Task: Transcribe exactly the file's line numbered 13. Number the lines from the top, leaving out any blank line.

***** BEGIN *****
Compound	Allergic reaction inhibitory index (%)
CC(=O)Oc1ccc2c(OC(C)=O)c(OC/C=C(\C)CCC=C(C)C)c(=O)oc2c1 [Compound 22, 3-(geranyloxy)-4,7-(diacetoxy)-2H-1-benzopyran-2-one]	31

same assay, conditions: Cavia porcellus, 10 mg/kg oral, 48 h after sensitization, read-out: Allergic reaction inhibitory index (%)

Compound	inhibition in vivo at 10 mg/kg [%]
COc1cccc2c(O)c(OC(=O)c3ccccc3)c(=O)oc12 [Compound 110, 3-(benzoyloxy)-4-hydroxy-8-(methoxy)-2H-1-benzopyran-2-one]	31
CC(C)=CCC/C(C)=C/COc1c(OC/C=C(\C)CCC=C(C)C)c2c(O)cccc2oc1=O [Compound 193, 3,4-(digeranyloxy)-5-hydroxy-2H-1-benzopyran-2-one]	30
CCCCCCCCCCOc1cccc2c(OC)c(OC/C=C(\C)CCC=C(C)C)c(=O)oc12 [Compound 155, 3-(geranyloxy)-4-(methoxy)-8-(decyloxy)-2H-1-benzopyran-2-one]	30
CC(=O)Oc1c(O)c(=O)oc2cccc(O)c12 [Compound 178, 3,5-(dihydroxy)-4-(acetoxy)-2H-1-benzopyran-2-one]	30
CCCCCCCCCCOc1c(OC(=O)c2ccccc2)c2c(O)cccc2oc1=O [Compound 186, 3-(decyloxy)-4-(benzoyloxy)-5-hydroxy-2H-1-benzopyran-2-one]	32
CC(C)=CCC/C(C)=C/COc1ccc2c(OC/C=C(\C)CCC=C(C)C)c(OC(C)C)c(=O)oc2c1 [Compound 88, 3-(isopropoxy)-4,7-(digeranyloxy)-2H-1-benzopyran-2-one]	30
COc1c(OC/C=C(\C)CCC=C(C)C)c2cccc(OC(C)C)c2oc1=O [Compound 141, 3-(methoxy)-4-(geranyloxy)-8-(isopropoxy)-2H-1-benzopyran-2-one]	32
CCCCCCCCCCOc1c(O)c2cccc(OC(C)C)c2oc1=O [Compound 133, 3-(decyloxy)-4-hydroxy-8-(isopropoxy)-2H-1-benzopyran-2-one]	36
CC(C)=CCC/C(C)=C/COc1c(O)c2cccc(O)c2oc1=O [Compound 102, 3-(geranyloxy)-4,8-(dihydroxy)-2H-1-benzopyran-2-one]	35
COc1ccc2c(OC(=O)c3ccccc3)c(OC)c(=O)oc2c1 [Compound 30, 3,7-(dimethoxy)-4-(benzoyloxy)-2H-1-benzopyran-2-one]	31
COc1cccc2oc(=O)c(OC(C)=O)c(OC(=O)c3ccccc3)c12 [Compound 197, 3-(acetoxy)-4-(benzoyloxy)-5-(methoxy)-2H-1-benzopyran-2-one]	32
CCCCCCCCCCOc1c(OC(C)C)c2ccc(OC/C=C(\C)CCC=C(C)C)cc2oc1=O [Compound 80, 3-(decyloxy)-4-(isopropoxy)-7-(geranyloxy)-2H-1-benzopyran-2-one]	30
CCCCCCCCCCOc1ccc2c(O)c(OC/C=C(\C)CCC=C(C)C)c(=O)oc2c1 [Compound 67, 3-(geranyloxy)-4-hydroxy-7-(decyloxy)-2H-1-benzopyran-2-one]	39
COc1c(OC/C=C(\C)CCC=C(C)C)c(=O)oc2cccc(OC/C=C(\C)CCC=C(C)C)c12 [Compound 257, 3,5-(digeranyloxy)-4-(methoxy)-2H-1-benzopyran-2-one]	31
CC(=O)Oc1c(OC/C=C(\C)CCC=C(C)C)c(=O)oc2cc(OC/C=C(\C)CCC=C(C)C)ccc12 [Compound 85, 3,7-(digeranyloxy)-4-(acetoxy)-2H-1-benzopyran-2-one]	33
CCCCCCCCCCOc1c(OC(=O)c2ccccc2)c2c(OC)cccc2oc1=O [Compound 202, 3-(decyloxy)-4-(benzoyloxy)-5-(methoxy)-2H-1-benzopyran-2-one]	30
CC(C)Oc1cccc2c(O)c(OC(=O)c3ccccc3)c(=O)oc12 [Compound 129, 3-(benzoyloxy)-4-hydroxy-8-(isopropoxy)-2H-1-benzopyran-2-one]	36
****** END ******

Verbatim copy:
CC(C)=CCC/C(C)=C/COc1c(O)c2cccc(O)c2oc1=O [Compound 102, 3-(geranyloxy)-4,8-(dihydroxy)-2H-1-benzopyran-2-one]	35